DAF wrote:I am getting a little depressed from the lack of sun here in Lima and so I am looking for a new place to live to start my own farm as well. It seems as though Huanuco city has the country's best weather as it has sun year round and it's dry compared to Lima, however lacks green vegetation from what i have seen on the internet, maybe it's greener? Does anybody know of a place like Vilcabamba Ecuador here in Peru with mild weather, sun year round and lots of green and water springs?
I always thought the countryside around Arequipa was very appealing, the weather constantly warm and sunny, with lots of agriculture in the surrounding valleys, but as I've only visited for short periods, maybe someone whose lived there much longer could offer more insight.
One thing to be wary of are places that get hyped. You really don't want to find the next Vilcabamba. If you do find somewhere like this, it probably won't be the dream you imagine it to be. Firstly the foreign hordes will soon follow you, if they're not already there, and the place will end up so hyped that the reality disappoints. When I was in Vilcabamba, it was full of depressed looking expats running small businesses on a shoestring trying to sell tourist tat and mountain bike trips to hard-up backpackers - because there was so much competition and the backpacker market hardly flush, people seemed to be making scarcely enough money to get by. There was also a small community of US baby-boomer retirees convinced they're going to live to be 130 years old, most of whom showed no interest in integrating with the locals- they could have been in a rainy version of Kansas, which brings me on to the weather. That was pretty terrible and not the year-round spring climate I was expecting. Yes, the sun might come out most days of the year, but it still rains almost every day from October to May, even if you get a few hours of sunshine in the morning. So the year round spring climate of Vilcabamba is a myth, as is the idea of the villagers living to be 130.
"Even as Vilcabamba's international fame grew, scientists continued to investigate the secret of the villagers' longevity, but some were beginning to grow skeptical. In particular, Dr. Alexander Leaf, the Harvard Medical School researcher who had been among the first to conduct research in Vilcabamba, was having doubts. His suspicions were aroused when he realized that the villagers were inconsistent in their self-reported ages. For instance, in 1971 he had met a man who reported his age as 122. When Leaf returned three years later, that same man claimed to be 134 years old.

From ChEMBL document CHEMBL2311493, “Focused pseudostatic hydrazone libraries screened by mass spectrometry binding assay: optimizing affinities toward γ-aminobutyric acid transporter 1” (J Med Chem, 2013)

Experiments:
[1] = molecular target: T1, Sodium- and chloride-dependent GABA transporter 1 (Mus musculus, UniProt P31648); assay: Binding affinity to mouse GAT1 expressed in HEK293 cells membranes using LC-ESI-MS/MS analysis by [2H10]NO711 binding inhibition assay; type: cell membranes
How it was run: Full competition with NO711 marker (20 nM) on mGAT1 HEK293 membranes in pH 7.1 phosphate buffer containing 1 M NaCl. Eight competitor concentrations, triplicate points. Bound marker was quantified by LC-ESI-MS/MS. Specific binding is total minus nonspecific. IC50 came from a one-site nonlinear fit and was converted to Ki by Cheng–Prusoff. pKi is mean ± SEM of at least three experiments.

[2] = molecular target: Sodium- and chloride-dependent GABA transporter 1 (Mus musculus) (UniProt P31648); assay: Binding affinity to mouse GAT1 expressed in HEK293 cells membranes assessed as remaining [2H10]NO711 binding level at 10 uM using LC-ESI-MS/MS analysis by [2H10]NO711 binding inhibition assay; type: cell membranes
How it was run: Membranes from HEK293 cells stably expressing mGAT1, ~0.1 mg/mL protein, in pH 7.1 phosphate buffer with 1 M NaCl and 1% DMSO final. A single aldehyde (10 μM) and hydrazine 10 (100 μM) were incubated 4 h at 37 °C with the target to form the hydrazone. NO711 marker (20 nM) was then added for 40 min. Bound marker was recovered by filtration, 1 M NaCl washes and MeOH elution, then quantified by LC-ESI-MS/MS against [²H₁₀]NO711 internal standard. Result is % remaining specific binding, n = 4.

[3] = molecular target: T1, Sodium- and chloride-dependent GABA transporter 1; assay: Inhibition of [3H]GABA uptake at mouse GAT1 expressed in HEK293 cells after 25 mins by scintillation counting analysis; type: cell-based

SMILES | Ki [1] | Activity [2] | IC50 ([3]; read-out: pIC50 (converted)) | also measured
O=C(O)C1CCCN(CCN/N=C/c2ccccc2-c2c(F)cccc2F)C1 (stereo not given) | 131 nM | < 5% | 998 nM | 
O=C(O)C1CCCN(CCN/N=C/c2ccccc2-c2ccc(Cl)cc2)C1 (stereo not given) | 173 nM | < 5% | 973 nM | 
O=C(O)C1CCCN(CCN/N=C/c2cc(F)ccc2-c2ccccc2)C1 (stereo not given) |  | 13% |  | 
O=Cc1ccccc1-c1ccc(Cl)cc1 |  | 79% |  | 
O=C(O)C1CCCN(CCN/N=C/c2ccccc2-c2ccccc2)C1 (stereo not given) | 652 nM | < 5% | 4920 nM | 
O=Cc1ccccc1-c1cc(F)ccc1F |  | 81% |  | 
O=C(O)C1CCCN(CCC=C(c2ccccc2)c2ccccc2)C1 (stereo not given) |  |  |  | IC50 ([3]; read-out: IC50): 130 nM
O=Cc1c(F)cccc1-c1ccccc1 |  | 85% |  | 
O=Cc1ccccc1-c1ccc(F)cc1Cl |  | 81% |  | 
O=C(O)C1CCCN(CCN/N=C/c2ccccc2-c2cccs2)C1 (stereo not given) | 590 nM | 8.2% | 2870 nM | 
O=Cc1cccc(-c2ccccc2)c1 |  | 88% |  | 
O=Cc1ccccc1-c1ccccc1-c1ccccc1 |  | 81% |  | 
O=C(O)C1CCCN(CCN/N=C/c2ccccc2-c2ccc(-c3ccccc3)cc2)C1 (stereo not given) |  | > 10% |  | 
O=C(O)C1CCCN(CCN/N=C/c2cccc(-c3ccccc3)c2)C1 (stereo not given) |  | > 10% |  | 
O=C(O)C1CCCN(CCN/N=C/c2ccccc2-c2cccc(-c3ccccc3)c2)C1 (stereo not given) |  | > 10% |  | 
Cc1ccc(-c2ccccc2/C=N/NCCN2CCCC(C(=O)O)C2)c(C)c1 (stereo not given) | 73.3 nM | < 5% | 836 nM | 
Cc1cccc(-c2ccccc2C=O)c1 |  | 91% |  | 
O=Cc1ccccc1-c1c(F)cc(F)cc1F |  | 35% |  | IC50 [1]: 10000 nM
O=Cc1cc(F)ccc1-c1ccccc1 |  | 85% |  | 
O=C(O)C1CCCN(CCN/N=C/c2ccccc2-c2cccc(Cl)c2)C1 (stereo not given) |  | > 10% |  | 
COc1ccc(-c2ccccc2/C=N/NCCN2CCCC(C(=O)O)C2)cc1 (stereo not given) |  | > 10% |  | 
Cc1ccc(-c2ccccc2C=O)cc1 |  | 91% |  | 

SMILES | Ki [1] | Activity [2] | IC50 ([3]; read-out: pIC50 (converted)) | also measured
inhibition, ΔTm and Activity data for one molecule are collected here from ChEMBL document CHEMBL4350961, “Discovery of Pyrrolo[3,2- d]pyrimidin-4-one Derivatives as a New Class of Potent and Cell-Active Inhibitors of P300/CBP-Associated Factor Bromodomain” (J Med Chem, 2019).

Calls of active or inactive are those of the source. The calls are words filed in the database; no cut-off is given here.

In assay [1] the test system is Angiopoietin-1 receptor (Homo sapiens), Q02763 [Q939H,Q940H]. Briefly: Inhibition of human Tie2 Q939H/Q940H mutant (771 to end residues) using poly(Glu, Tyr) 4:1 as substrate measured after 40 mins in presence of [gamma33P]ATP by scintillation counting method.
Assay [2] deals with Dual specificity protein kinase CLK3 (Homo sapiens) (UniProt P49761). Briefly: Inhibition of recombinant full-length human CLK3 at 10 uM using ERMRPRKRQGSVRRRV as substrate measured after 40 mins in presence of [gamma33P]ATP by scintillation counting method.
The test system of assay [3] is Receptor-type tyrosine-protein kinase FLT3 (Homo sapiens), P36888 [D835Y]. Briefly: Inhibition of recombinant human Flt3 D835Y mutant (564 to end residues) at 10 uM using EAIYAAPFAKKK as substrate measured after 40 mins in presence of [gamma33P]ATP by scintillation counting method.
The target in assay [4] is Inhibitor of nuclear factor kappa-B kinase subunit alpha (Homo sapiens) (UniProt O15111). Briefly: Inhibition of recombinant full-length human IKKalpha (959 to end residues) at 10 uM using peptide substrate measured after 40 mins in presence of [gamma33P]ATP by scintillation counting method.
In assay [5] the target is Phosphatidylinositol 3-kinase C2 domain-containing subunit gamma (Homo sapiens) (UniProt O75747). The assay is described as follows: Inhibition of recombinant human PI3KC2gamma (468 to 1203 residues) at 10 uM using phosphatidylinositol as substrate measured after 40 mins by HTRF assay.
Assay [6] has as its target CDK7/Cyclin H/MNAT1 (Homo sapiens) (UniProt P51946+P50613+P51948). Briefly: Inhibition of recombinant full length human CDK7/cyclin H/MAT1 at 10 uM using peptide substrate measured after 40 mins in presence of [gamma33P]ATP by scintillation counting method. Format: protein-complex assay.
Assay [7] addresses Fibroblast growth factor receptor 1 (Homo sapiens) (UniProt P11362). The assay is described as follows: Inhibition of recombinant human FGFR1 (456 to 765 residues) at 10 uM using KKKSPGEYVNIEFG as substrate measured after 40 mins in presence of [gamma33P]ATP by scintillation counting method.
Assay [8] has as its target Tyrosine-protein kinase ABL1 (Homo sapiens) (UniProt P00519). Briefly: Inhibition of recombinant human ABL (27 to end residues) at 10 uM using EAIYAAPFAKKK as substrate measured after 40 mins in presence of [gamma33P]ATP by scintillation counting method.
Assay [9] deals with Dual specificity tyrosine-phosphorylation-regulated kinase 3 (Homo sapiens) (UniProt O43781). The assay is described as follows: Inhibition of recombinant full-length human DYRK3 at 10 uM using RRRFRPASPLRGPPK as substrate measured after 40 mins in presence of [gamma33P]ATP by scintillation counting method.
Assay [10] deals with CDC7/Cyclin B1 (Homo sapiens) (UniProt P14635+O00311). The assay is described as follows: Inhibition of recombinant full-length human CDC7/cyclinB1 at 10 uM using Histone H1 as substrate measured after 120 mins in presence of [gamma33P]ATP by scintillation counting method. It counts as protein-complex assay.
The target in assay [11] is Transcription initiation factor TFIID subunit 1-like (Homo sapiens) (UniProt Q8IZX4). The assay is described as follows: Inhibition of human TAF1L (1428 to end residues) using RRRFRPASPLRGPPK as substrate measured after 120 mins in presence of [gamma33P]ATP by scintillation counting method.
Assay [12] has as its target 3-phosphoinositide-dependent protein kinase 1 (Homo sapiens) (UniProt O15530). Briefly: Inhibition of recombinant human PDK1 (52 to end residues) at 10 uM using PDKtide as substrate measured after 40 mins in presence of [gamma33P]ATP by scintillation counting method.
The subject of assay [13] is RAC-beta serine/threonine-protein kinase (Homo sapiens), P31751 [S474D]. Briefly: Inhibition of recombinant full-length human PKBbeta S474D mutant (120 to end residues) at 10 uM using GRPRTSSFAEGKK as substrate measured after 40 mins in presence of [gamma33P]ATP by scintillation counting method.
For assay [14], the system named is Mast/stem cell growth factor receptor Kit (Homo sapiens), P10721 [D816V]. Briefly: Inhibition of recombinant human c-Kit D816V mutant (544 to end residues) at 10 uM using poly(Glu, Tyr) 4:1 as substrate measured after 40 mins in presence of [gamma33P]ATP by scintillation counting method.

Leaf then persuaded Dr. Richard Mazess of the University of Wisconsin Madison and Dr. Sylvia Forman of the University of California Berkeley to help determine the correct ages of Vilcabamba's elderly population. They reached the conclusion that there was not a single centenarian living in Vilcabamba. The oldest person in the village was found to be 96 years old. The average age of those claiming to be over 100 years was actually 86 years. The researchers presented these results on February 27, 1978 at a workshop at the National Institutes of Health in Bethesda, Md.
Far from being the 'Valley of Longevity,' the researchers concluded that "Individual longevity in Vilcabamba is little, if any, different from that found throughout the rest of the world." Further, they reported that "Life expectancy (corrected for exaggeration) at all ages in Vilcabamba (and Loja) is in fact less than in the U.S."
t turned out that Vilcabamba did actually have a higher-than-normal percentage of elderly people. However, this was caused by migration patterns. Young people tended to move out of the area, while the elderly moved in.
Although the Vilcabambans did not enjoy greater longevity than the rest of the world, they did have one consolation. Researchers noted that the Vilcabamban lifestyle, which included hard work in a high altitude combined with a low-calorie, low-animal-fat diet, did seem to keep the villagers healthy and vigorous in their old age.